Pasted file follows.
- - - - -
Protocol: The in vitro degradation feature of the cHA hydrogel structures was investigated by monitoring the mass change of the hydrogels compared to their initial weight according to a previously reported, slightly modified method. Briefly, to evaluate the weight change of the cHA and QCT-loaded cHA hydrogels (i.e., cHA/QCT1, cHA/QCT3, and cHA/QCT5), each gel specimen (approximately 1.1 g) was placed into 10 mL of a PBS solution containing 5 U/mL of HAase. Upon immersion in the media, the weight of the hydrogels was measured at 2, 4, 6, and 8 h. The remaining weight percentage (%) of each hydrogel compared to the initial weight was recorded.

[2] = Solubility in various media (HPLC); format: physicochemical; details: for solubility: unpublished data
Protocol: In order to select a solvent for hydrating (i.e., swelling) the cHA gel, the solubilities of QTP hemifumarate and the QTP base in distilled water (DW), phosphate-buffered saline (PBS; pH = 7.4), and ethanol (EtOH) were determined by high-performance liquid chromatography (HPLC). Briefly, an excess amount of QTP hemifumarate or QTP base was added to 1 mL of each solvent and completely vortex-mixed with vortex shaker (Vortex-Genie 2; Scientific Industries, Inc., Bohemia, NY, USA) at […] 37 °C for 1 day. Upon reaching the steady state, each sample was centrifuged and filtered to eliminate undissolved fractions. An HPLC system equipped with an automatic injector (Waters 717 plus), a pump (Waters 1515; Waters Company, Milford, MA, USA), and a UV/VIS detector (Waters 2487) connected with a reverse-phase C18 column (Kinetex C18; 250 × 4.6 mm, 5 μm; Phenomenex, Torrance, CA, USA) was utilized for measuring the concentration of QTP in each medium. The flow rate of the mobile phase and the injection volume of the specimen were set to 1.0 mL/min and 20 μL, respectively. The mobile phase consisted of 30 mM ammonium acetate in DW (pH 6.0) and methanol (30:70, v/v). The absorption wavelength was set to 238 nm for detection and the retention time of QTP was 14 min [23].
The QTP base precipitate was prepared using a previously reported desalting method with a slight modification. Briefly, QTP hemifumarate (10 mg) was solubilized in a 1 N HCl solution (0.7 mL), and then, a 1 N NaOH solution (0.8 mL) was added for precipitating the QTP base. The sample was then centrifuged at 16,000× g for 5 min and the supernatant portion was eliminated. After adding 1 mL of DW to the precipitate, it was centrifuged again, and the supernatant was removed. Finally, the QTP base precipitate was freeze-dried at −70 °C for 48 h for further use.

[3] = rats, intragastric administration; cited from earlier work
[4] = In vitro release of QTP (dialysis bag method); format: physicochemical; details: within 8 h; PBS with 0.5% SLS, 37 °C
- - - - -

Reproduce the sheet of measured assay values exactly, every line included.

Protocol: The in vitro degradation feature of the cHA hydrogel structures was investigated by monitoring the mass change of the hydrogels compared to their initial weight according to a previously reported, slightly modified method. Briefly, to evaluate the weight change of the cHA and QCT-loaded cHA hydrogels (i.e., cHA/QCT1, cHA/QCT3, and cHA/QCT5), each gel specimen (approximately 1.1 g) was placed into 10 mL of a PBS solution containing 5 U/mL of HAase. Upon immersion in the media, the weight of the hydrogels was measured at 2, 4, 6, and 8 h. The remaining weight percentage (%) of each hydrogel compared to the initial weight was recorded.

[2] = Solubility in various media (HPLC); format: physicochemical; details: for solubility: unpublished data
Protocol: In order to select a solvent for hydrating (i.e., swelling) the cHA gel, the solubilities of QTP hemifumarate and the QTP base in distilled water (DW), phosphate-buffered saline (PBS; pH = 7.4), and ethanol (EtOH) were determined by high-performance liquid chromatography (HPLC). Briefly, an excess amount of QTP hemifumarate or QTP base was added to 1 mL of each solvent and completely vortex-mixed with vortex shaker (Vortex-Genie 2; Scientific Industries, Inc., Bohemia, NY, USA) at […] 37 °C for 1 day. Upon reaching the steady state, each sample was centrifuged and filtered to eliminate undissolved fractions. An HPLC system equipped with an automatic injector (Waters 717 plus), a pump (Waters 1515; Waters Company, Milford, MA, USA), and a UV/VIS detector (Waters 2487) connected with a reverse-phase C18 column (Kinetex C18; 250 × 4.6 mm, 5 μm; Phenomenex, Torrance, CA, USA) was utilized for measuring the concentration of QTP in each medium. The flow rate of the mobile phase and the injection volume of the specimen were set to 1.0 mL/min and 20 μL, respectively. The mobile phase consisted of 30 mM ammonium acetate in DW (pH 6.0) and methanol (30:70, v/v). The absorption wavelength was set to 238 nm for detection and the retention time of QTP was 14 min [23].
The QTP base precipitate was prepared using a previously reported desalting method with a slight modification. Briefly, QTP hemifumarate (10 mg) was solubilized in a 1 N HCl solution (0.7 mL), and then, a 1 N NaOH solution (0.8 mL) was added for precipitating the QTP base. The sample was then centrifuged at 16,000× g for 5 min and the supernatant portion was eliminated. After adding 1 mL of DW to the precipitate, it was centrifuged again, and the supernatant was removed. Finally, the QTP base precipitate was freeze-dried at −70 °C for 48 h for further use.

[3] = rats, intragastric administration; cited from earlier work
[4] = In vitro release of QTP (dialysis bag method); format: physicochemical; details: within 8 h; PBS with 0.5% SLS, 37 °C